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16 Books to Watch for in May 2011

This month, we're showcasing books that tell the truth—or part of it, anyway. From a bittersweet memoir of an exceptionally bad dog to a stunning novel of a family's scandal, there's something for everyone.
Photo: Marko Metzinger/Studio D

The Kitchen Daughter

288 pages; Gallery
Ginny Selvaggio, avid amateur cook and devotee of online culinary community Kitcherati, realizes that there's something different about her. She may never be officially diagnosed as having Asperger's syndrome, but in The Kitchen Daughter (Gallery), 26-year-old Ginny is known by friends and family to be challenged as well as challenging. Then her parents die suddenly, and Ginny takes refuge in her favorite room—not to mention solace in the meals she can make there. Jael McHenry writes passionately about food and foodies—"If it had to be an olive his skin would be a cured Arbequina." More impressive, not one of her novel's plotlines—whether about an enraged ghost, an act of charity, or a fumbling flirtation between Ginny and her housekeeper's grief-stricken son, David—ends predictably. While Ginny is wonderfully single-minded about cooking, her fresh, sharp story has as many layers as a good pâte à choux.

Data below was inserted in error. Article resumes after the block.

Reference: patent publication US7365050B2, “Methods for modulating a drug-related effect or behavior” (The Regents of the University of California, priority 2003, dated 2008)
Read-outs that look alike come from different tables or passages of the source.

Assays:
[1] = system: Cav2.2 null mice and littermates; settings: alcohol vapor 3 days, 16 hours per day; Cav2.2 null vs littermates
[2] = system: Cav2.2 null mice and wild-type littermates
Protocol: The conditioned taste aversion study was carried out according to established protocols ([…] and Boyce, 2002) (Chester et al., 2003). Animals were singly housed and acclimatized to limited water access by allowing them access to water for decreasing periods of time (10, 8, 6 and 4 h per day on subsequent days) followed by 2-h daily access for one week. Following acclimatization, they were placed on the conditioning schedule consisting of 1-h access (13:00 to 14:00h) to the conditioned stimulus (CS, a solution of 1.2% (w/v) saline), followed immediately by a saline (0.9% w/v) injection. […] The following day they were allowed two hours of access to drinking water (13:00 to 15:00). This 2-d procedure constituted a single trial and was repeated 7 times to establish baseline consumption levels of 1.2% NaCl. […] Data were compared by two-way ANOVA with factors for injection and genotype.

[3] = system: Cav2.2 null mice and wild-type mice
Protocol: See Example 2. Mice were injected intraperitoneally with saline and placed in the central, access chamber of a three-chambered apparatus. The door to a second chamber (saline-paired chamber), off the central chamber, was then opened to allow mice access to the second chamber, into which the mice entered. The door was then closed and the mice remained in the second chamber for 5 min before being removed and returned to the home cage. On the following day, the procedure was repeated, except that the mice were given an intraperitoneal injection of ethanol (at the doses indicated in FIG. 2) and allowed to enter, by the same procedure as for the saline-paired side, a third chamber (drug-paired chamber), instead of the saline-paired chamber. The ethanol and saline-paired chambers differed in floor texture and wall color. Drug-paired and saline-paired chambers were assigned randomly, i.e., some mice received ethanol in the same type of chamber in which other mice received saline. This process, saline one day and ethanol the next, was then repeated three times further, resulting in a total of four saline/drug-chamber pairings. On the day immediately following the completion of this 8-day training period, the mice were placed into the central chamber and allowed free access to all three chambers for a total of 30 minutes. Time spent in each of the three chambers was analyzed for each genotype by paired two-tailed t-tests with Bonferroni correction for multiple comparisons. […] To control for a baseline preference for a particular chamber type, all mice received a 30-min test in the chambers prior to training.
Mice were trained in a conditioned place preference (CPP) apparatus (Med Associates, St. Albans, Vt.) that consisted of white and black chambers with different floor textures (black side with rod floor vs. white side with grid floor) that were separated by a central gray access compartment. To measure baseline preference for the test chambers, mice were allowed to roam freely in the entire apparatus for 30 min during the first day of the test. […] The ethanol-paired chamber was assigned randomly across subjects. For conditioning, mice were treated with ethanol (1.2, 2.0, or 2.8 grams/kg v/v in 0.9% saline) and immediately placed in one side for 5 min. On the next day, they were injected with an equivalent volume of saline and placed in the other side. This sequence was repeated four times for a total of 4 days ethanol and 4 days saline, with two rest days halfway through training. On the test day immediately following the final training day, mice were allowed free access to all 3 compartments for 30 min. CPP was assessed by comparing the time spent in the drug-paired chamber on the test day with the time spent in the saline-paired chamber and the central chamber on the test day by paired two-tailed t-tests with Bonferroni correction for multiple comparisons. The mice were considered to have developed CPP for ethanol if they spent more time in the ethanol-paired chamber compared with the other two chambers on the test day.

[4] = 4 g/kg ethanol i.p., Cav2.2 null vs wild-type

— Bethanne Patrick

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